Charlotte airport will get a '5G buffer zone' as wireless service rolls out
Two of North Carolina's busiest airports will have 5G buffer zones in place when wireless carriers roll out new 5G service Wednesday.
The Federal Aviation Administration is worried the new service could interfere with some aircraft equipment.
The main concern lies with aircraft altimeters, which measure a plane's altitude and are vital for pilots attempting to land in rainy, foggy or other low visibility conditions.
The FAA has raised concerns that radio signals from new 5G towers could interfere with those instruments. As a result, AT&T and Verizon have agreed to create buffer zones around 50 major airports around the U.S., including Charlotte Douglas and Raleigh-Durham International Airports.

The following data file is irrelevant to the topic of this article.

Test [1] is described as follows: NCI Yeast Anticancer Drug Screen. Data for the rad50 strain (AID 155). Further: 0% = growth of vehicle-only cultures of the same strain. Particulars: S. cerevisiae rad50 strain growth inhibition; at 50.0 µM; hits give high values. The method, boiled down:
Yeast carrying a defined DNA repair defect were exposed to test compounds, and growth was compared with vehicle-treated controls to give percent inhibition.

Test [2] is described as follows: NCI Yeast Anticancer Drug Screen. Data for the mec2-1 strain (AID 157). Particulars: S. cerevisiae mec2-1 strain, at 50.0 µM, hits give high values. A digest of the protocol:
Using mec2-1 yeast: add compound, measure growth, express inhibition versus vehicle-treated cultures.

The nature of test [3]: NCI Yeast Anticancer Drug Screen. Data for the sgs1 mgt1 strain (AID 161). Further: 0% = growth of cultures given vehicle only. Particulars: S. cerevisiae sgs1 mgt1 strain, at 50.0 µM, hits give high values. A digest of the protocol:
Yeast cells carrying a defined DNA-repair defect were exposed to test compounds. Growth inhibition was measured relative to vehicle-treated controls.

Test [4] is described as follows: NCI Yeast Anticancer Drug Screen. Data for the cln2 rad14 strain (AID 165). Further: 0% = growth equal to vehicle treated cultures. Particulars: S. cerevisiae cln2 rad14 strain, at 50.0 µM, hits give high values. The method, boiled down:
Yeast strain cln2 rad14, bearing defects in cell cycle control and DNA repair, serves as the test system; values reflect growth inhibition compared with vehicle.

The federal agency said it chose the airports based on airports' traffic volume, frequency of low-visibility days and geographic location.
The buffer zones will be in place for six months, during which the FAA will work with airlines to test how planes respond against the new 5G service. If they prove safe, the FAA may remove some restrictions.
Already, the FAA has warned pilots flying Boeing 787s to take additional precautions when landing on slick runways at airports where the new 5G service is deployed.
In a statement, the FAA said safety experts found 5G interference with the aircraft's altimeter could prevent engine and braking systems from transitioning to landing mode, which could prevent the planes from stopping on the runway.
Representatives with the Charlotte Douglas International Airport redirected all questions about buffer zones to the FAA and did not provide a statement.
The new 5G service will launch on Wednesday, Jan. 19. Wireless carriers say it will allow for faster internet speeds for mobile phones, and allow people to connect more devices to the internet at faster speeds.